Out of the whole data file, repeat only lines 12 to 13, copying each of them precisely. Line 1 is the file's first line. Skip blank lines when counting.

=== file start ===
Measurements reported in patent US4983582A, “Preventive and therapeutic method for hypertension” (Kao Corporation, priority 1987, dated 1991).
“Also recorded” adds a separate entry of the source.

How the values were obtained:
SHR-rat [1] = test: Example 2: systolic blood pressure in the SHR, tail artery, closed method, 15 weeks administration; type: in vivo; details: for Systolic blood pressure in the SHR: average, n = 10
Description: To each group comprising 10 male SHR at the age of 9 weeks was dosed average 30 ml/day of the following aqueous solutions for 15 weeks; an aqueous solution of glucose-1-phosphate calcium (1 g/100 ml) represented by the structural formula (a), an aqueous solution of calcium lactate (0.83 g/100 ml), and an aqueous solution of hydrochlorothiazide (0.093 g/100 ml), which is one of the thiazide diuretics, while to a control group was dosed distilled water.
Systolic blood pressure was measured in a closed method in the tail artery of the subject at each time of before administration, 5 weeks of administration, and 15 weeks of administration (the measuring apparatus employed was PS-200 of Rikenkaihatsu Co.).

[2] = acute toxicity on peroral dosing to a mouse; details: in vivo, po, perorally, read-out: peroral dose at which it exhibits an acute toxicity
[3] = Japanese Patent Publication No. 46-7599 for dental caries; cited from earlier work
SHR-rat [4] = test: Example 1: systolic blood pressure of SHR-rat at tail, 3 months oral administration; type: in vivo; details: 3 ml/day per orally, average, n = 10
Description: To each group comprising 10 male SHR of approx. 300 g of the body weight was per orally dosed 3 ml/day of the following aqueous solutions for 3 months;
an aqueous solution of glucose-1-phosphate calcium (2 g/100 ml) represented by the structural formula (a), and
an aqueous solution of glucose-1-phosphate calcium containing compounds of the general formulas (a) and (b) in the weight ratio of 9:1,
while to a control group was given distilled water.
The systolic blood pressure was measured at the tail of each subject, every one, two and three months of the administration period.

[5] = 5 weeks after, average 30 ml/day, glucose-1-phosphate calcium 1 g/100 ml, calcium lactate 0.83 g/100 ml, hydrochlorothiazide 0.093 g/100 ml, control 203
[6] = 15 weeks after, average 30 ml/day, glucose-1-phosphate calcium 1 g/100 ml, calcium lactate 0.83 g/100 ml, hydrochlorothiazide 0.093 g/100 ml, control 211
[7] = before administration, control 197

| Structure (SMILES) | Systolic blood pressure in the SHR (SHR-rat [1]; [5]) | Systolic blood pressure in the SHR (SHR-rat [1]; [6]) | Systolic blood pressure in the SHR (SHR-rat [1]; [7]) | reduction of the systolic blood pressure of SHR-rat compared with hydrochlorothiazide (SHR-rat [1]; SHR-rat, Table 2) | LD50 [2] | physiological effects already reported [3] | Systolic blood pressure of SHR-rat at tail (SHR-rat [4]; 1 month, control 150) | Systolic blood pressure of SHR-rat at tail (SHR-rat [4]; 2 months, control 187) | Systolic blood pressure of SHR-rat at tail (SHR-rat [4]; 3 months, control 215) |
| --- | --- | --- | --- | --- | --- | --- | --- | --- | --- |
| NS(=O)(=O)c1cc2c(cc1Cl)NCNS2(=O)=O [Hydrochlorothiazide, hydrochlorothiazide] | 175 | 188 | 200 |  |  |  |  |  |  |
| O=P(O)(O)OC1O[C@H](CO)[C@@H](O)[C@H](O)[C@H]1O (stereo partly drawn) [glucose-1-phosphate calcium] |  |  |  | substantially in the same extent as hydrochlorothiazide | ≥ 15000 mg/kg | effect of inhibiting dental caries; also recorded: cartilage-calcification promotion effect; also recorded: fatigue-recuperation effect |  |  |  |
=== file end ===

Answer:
an aqueous solution of glucose-1-phosphate calcium containing compounds of the general formulas (a) and (b) in the weight ratio of 9:1,
while to a control group was given distilled water.